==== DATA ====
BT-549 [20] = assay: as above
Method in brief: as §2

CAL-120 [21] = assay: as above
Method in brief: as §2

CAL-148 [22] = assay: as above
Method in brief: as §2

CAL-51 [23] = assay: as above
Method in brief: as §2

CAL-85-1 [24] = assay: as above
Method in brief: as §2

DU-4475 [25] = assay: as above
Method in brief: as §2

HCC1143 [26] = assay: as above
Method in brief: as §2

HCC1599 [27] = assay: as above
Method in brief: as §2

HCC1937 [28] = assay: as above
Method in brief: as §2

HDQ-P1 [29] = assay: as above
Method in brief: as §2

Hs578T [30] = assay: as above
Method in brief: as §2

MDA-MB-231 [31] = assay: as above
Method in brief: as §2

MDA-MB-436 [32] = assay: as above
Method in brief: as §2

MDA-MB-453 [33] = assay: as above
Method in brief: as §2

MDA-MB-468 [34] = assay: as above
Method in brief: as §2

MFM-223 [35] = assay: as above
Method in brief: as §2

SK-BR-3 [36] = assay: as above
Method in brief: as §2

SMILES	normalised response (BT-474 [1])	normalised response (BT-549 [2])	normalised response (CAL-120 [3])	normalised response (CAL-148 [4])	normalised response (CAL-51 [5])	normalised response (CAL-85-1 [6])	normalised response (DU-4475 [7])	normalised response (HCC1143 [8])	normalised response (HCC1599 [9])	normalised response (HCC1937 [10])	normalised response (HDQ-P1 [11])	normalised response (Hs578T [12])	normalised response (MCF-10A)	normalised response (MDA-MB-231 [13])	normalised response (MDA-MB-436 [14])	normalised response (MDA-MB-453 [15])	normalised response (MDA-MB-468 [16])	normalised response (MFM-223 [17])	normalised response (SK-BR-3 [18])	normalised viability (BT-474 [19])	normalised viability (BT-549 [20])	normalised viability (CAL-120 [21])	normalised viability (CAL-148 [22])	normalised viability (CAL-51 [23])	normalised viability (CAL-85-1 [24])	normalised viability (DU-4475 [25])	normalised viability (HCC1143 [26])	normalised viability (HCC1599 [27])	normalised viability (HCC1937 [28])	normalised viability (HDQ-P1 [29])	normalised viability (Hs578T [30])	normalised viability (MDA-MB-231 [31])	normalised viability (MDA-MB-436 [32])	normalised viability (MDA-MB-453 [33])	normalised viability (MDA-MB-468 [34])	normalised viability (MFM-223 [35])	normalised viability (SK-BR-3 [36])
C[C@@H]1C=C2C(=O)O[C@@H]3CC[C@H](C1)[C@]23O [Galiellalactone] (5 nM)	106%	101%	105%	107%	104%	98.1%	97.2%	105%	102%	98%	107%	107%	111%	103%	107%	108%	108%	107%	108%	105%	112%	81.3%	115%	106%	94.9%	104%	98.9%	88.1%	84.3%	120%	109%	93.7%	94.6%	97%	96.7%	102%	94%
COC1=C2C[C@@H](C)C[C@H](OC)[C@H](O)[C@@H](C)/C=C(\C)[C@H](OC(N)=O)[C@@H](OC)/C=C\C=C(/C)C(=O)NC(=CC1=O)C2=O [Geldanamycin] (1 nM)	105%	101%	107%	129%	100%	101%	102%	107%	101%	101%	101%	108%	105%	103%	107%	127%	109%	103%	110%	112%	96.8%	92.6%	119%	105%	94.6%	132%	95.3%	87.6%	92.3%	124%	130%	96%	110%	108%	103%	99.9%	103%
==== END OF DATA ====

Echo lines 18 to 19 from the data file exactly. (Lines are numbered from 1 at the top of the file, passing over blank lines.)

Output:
Method in brief: as §2

HDQ-P1 [29] = assay: as above